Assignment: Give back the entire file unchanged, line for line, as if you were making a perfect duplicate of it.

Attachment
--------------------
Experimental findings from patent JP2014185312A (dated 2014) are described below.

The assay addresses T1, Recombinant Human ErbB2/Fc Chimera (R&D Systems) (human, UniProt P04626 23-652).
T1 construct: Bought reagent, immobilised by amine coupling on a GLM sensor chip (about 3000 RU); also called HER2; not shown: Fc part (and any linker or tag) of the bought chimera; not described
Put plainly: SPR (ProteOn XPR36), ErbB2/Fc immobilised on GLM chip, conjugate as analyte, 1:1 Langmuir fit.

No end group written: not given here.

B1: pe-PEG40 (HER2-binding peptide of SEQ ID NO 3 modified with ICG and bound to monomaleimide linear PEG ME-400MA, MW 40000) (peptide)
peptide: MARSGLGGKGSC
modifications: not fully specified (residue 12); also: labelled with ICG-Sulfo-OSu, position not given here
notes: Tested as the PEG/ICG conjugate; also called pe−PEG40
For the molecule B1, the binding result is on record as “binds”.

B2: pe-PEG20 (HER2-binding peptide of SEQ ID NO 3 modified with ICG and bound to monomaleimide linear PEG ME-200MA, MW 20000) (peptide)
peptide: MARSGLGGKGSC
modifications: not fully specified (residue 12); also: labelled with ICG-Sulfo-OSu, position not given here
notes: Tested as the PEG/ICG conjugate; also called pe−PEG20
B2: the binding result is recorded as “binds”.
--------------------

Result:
Experimental findings from patent JP2014185312A (dated 2014) are described below.

The assay addresses T1, Recombinant Human ErbB2/Fc Chimera (R&D Systems) (human, UniProt P04626 23-652).
T1 construct: Bought reagent, immobilised by amine coupling on a GLM sensor chip (about 3000 RU); also called HER2; not shown: Fc part (and any linker or tag) of the bought chimera; not described
Put plainly: SPR (ProteOn XPR36), ErbB2/Fc immobilised on GLM chip, conjugate as analyte, 1:1 Langmuir fit.

No end group written: not given here.

B1: pe-PEG40 (HER2-binding peptide of SEQ ID NO 3 modified with ICG and bound to monomaleimide linear PEG ME-400MA, MW 40000) (peptide)
peptide: MARSGLGGKGSC
modifications: not fully specified (residue 12); also: labelled with ICG-Sulfo-OSu, position not given here
notes: Tested as the PEG/ICG conjugate; also called pe−PEG40
For the molecule B1, the binding result is on record as “binds”.

B2: pe-PEG20 (HER2-binding peptide of SEQ ID NO 3 modified with ICG and bound to monomaleimide linear PEG ME-200MA, MW 20000) (peptide)
peptide: MARSGLGGKGSC
modifications: not fully specified (residue 12); also: labelled with ICG-Sulfo-OSu, position not given here
notes: Tested as the PEG/ICG conjugate; also called pe−PEG20
B2: the binding result is recorded as “binds”.